Refugees need access to technology now more than ever. Here's the information you need and how you can help
We are thrilled at the recent decision from the Department for Education to enable schools, colleges and local authorities to apply for laptops and other digital resources, which will enable disadvantaged student groups to keep studying.
We know, however, that many of the young people we are supporting at RSN are likely to experience significant difficulty in applying, due to their age (being 19 or over), or because they are not in receipt of support from the local authority. More than two thirds of the young people we are currently supporting and who have particularly acute needs are not in the care of a local authority.
Similarly, young people who have been reunited with family members after making the journey to the UK alone, are also at risk of not being prioritised for a laptop or tablet through the current scheme.
Other young people, who have more recently arrived in the UK and had not yet been able to enrol in education, could be spending vital time at home benefiting from the wealth of new and consolidated online learning resources. Being out of education, they will not be prioritised for this scheme.
Our young people consistently tell us what a difference education makes to them in building and shaping more hopeful futures. Z (18), for example, told us this:
I can say like 100% things are better now. Now I believe and I can hope for things. Before, I never had any belief for my education. When (RSN) referred me [for ESOL], I knew - “These people are going to help me”. And now I have dream about university. I know I will go to college, and so why can’t I go to university? I have hopes now. You say, how happy out of 5? I say 10. If there is 10 I would say 10!
No refugee should be left behind in their education, because they do not have the resources or financial support to access online learning.
I have a laptop I don’t use - can I donate it to a young refugee?
Our partnership with Social Box, since 2016, has been invaluable in enabling young people like M (21) and Wei (16) to progress in learning. It has the potential to come into its own now in ramping up support to high numbers of young people, but they need laptops to refurbish and distribute. If you have a laptop that you are not currently using, please consider donating it to Social Box. Details on how to do so can be found on their website, here.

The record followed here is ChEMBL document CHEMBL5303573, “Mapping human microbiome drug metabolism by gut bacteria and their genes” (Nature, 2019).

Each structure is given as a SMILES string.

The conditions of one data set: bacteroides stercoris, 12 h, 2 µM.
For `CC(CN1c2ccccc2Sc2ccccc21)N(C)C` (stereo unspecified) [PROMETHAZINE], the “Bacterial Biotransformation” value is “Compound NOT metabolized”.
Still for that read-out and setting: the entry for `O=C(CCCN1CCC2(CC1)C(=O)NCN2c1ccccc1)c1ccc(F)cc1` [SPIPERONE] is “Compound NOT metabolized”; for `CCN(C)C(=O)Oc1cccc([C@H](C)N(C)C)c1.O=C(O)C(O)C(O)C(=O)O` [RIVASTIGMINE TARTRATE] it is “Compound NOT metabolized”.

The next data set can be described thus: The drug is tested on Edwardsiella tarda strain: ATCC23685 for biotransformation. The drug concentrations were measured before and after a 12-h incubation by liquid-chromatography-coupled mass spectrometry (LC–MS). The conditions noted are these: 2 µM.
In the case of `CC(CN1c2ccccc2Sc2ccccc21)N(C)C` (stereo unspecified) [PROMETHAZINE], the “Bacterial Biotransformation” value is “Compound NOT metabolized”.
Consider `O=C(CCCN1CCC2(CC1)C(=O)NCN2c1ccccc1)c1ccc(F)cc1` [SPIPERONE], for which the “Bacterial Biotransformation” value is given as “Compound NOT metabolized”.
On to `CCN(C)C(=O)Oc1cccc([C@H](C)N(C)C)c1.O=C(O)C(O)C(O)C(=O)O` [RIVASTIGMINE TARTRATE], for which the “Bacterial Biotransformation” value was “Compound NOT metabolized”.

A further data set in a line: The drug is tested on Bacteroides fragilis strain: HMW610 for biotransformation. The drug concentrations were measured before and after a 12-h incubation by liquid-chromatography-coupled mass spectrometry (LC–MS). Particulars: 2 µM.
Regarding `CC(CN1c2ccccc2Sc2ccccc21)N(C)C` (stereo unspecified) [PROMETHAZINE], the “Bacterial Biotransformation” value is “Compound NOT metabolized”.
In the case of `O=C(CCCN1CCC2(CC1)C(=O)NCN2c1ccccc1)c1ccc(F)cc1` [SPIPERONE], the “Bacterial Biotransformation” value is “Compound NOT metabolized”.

I think I’m eligible to apply for a government-funded laptop. How can I apply?
Individuals and parents cannot apply directly themselves. Only a school, college or local authority is able to make the application. These organisations have been sent information by the Department for Education on how to order a device. Schools, colleges and local authorities have been encouraged by the UK government to work together to identify the most in need students. If you are unsure as to whether your (child’s) school, college or local authority has made an application, we recommend checking with them or asking an advocate to do so. Click here for more information on government scheme to get technology support for children and schools during coronavirus (COVID-19).
Can I apply for other sources of funding for a laptop or tablet?
Yes, there are educational and hardship grants available that can be used for purchasing laptops or tablets. Here are some of the ones that we’ve had success with:
- Buttle UK’s COVID-19 Response: https://www.buttleuk.org/news/buttle-uks-covid-19-response
Applications must be made by a support worker and cannot be made directly by the individual or family themselves.
Various eligibility criteria apply. Check which grant is most suitable before applying.
- Live Unlimited - The Imagination Trust: https://www.liveunlimited.org.uk/the-imagination-trust/
Applications can only be made for/by children and young people supported by Barnet local authority.
- Lawrence Atwell’s Charity - The Skinners Company:
- Nawaal Benevolence Fund: https://www.nawaal.org/
- Schwab Educational Grants: http://swtrust.org.uk/